It’s pretty common to experience a temporary surge in androgens when coming off drospirenone or cyproterone pills like Yasmin, Yaz, Diane, or Brenda. Under current diagnostic guidelines, that temporary surge in androgens is enough to qualify for the diagnosis of PCOS or post-pill PCOS.
With my post-pill PCOS patients, I recommend the following:
- Stay calm and know the symptoms are part of a temporary drug withdrawal process.
- Consider using a natural anti-androgen supplement like zinc, DIM, or peony & licorice. Read the 7 best natural anti-androgen supplements and How to prevent and treat post-pill acne.
You have post-pill PCOS if you meet the criteria for PCOS (excess androgen and other conditions ruled out), plus you do not have insulin resistance, plus symptoms started when trying to come off the pill.
If you did not just come off the pill (or spironolactone) or had problems before birth control, let’s move on. Do you have signs of chronic inflammation?
Chronic inflammation can stimulate the ovaries to make too much testosterone and is a factor in every type of PCOS.
When chronic inflammation is the primary factor or driver, it’s inflammatory PCOS.
The treatment for inflammatory PCOS is to identify and correct the underlying source of inflammation. That could mean avoiding food sensitivities such as dairy, fixing an underlying gut problem, or addressing chronic mast cell activation or histamine intolerance. The supplements zinc and N-acetyl cysteine work particularly well for inflammatory PCOS.
You have inflammatory PCOS if you meet the criteria for PCOS, plus you do not have insulin resistance, plus you’re not in a temporary post-pill phase, plus you have signs and symptoms of inflammation, as follows:
- unexplained fatigue
- bowel problems like IBS or SIBO
- autoimmune disease like Hashimoto’s thyroid disease
- joint pain
- a chronic skin condition like psoriasis, eczema, or hives.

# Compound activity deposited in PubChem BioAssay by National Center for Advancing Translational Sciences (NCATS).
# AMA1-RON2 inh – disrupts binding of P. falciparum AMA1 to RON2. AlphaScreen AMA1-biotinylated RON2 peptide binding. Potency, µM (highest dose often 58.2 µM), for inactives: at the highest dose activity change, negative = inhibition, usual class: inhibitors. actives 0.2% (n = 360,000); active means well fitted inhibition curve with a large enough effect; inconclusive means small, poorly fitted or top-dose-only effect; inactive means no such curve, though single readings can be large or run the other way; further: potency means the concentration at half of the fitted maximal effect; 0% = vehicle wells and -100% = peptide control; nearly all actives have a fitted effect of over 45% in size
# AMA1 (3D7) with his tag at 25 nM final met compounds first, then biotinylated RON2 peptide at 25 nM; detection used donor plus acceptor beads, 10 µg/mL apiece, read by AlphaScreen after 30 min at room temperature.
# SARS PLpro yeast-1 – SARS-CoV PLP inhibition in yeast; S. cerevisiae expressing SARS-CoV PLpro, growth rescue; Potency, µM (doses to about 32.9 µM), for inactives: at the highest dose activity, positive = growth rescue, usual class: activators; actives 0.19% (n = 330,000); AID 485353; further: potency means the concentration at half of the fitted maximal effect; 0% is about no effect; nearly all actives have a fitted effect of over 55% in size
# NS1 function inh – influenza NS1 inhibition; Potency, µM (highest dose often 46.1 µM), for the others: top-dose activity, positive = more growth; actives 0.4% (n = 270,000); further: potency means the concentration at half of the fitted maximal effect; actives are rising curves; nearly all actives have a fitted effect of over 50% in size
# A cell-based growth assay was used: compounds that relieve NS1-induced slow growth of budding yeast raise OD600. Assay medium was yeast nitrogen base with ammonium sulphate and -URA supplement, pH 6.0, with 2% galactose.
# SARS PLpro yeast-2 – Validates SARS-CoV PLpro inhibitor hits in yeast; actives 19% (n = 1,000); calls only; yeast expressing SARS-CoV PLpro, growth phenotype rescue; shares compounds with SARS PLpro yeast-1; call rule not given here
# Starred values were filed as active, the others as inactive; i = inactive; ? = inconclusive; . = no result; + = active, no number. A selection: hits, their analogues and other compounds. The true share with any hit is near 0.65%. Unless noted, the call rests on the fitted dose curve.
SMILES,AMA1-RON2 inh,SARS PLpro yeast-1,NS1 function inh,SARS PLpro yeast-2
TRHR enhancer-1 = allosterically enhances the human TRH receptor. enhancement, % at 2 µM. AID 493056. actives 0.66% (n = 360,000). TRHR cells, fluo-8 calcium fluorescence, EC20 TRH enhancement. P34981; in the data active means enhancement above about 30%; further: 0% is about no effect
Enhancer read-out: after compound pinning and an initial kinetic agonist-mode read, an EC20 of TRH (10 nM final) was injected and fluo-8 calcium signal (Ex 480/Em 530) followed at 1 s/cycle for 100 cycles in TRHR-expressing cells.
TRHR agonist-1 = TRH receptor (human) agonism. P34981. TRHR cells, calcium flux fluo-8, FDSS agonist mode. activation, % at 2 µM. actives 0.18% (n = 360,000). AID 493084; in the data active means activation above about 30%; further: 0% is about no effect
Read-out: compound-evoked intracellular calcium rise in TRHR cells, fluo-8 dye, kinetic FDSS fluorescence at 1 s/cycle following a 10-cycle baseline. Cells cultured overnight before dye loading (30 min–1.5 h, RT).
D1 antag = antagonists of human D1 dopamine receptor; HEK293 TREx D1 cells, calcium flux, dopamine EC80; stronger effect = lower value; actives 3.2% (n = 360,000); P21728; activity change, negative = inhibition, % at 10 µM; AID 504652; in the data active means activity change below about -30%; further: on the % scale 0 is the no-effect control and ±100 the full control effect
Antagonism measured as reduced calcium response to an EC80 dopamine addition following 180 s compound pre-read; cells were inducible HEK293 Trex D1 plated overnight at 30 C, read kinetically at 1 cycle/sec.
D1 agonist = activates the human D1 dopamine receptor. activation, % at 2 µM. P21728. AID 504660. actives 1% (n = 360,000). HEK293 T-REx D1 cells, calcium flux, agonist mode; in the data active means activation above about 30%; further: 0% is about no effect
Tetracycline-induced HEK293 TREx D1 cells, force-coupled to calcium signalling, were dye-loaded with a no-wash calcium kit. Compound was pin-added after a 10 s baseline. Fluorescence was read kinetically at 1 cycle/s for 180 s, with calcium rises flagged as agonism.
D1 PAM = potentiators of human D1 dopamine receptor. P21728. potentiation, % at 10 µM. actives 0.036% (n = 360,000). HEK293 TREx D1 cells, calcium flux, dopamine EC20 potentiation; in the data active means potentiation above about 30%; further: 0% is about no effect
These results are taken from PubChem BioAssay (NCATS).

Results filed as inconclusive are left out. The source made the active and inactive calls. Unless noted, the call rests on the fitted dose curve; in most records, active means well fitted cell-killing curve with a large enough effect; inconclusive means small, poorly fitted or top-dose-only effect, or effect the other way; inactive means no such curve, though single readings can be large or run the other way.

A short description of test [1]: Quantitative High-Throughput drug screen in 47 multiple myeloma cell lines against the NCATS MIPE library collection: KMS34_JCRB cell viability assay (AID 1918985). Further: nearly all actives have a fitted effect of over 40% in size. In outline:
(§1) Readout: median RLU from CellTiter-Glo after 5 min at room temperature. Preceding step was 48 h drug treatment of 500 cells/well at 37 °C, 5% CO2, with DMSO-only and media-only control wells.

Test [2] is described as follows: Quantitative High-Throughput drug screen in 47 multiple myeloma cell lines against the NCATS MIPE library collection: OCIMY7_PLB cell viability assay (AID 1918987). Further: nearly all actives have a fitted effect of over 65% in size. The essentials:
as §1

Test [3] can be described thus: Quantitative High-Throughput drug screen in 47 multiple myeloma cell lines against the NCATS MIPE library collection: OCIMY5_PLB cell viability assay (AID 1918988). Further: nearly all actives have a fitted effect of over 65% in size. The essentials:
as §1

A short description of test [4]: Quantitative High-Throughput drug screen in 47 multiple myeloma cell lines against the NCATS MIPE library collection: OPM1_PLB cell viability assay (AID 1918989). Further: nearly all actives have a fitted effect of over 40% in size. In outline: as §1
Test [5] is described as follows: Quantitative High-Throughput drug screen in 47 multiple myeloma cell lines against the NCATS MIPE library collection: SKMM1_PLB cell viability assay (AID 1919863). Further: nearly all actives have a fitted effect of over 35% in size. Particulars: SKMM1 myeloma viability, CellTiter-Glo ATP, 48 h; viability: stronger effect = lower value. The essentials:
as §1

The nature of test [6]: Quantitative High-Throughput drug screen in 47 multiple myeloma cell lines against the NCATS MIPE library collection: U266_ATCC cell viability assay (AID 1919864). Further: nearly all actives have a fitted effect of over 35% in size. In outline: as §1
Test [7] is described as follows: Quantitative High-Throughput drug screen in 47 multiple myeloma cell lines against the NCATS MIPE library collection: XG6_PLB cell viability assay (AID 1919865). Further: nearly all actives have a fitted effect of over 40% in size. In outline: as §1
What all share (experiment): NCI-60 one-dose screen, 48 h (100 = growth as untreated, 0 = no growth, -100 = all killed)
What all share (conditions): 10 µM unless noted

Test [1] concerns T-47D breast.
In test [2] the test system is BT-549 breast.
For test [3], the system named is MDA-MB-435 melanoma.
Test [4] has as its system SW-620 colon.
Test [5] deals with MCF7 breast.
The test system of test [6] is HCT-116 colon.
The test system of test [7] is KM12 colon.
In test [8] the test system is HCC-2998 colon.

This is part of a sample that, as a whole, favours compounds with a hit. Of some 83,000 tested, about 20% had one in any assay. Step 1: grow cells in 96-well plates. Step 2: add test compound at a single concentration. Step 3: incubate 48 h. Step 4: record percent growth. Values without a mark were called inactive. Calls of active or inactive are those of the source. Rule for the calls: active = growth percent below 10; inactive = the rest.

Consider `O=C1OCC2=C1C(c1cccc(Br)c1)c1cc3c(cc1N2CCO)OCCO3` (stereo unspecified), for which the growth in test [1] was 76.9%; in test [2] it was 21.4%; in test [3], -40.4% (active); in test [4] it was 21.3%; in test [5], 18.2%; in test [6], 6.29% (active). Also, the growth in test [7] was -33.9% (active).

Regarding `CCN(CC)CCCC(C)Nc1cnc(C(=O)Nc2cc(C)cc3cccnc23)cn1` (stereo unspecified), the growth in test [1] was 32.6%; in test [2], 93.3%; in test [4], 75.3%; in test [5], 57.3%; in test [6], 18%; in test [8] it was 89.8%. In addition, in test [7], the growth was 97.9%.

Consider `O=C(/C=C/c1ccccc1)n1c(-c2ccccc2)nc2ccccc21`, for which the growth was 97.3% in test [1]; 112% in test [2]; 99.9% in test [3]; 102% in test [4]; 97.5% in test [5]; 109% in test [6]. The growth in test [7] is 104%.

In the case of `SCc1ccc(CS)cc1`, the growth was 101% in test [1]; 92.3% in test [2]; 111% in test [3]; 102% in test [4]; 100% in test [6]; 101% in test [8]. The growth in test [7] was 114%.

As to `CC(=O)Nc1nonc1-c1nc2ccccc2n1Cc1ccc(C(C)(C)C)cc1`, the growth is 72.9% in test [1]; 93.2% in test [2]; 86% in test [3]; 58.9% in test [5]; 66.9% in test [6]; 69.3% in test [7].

If you do not have chronic inflammation, let’s move on. Do you have adrenal PCOS?
Most women with PCOS have an elevation of all androgens, including testosterone and androstenedione from the ovaries and DHEAS from the adrenal glands.
If you have only elevated DHEAS (but normal testosterone and androstenedione), you may have adrenal PCOS, which accounts for 10 percent of PCOS cases. Adrenal PCOS is similar to the genetic condition late-onset congenital adrenal hyperplasia (CAH).
Adrenal PCOS is not driven by insulin resistance or inflammation. Instead, it’s an epigenetic upregulation of adrenal androgens. Treatments include magnesium, zinc, licorice, adaptogen herbs, and pantothenic acid (vitamin B5), which modulates adrenocorticotropic hormone (ACTH).
👉 Tip: What if you have more than one type? The types are listed in order of priority. So, if you have insulin resistance, then you have insulin-resistant PCOS—even if you also have inflammation and a post-pill worsening of your symptoms.
Anti-androgen treatment for all types
What if you’ve been told you have PCOS but don’t meet any of the above criteria?
Go back to the drawing board. Do you truly have PCOS? As in, do you have high androgens? If not, you don’t have PCOS and could instead have hypothalamic amenorrhea.
See the full flowchart below and ask me in the comments. For information about the four types of PCOS and their treatments, see Chapter 7 of Period Repair Manual.